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Stained glass redo to restore Capitol gleam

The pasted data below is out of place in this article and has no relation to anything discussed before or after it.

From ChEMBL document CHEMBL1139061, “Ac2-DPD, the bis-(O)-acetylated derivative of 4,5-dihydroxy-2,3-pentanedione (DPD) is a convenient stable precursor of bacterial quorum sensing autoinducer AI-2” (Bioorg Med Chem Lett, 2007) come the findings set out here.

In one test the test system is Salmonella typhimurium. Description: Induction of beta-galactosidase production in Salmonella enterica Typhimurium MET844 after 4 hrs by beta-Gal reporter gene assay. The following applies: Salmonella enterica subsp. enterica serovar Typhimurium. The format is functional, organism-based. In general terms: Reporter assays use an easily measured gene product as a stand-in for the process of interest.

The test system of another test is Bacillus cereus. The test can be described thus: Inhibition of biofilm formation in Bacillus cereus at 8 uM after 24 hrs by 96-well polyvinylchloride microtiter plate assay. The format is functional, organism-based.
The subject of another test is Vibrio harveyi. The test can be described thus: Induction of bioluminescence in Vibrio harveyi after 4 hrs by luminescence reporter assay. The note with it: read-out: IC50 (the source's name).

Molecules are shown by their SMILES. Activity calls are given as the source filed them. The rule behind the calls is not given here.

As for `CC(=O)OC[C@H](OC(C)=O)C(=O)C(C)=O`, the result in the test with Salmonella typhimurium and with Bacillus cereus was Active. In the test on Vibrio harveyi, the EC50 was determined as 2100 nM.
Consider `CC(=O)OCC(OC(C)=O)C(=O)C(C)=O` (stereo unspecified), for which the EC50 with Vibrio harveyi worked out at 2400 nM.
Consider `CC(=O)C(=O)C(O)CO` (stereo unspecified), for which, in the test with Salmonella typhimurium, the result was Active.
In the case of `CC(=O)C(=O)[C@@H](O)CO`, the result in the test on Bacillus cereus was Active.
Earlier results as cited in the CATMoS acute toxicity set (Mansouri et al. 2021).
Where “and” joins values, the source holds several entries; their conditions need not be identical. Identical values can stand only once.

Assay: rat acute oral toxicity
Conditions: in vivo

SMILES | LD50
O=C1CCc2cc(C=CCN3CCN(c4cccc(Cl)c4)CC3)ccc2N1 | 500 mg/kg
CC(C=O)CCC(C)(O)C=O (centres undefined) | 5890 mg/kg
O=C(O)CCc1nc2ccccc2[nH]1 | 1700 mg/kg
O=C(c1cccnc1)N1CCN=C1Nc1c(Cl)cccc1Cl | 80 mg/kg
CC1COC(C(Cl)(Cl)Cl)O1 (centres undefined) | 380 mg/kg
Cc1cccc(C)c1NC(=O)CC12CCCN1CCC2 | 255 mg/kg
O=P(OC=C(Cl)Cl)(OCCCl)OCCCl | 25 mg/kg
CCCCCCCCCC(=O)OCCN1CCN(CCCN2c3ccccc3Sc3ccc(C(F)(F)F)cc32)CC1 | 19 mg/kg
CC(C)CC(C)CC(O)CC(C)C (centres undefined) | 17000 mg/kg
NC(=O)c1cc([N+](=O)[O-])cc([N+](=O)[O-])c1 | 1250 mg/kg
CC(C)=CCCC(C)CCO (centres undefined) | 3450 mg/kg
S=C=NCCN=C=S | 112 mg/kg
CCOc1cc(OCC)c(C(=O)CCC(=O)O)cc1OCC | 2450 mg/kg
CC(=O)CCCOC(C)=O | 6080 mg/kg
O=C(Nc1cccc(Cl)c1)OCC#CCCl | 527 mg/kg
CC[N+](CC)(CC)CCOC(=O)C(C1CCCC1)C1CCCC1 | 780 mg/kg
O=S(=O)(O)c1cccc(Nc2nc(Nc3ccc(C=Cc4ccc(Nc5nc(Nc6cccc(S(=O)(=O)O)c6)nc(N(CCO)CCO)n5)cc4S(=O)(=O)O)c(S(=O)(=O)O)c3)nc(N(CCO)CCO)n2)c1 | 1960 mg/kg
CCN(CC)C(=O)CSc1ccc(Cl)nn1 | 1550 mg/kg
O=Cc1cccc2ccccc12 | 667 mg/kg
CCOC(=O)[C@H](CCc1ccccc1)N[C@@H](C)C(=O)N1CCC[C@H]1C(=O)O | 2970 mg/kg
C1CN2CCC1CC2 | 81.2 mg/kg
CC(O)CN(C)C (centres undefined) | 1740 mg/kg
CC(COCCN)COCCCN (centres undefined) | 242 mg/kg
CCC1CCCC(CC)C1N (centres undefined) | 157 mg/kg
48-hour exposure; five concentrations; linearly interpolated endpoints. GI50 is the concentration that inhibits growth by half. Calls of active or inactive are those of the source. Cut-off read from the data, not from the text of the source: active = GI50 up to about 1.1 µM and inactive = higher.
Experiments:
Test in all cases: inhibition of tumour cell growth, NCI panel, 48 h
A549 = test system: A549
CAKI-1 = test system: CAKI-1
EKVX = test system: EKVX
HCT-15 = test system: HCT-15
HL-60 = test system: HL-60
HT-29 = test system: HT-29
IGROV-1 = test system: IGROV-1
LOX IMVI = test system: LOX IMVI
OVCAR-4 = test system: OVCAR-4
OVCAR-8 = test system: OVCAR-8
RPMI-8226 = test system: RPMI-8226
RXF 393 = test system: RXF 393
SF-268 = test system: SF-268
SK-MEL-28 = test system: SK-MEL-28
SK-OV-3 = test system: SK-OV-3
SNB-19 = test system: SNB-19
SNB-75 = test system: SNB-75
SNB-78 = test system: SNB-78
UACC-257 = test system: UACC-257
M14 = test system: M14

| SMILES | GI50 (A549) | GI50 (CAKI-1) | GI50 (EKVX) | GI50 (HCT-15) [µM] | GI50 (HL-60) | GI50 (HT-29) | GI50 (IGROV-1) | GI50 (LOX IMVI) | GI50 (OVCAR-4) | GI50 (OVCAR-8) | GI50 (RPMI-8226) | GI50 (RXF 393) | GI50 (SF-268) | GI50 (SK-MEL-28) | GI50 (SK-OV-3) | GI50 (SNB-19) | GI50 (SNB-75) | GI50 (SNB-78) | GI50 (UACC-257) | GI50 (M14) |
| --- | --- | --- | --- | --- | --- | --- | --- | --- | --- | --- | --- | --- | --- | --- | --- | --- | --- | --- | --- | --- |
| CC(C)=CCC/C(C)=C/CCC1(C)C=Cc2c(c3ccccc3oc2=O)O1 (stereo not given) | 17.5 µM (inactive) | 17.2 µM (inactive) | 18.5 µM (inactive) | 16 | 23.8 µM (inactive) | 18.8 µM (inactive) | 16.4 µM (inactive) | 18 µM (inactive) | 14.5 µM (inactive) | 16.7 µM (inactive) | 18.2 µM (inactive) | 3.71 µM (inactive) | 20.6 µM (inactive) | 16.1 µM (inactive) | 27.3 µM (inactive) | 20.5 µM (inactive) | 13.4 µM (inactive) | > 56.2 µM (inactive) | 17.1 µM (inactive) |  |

Post Time:Jul 29,2013Classify:Company NewsView:420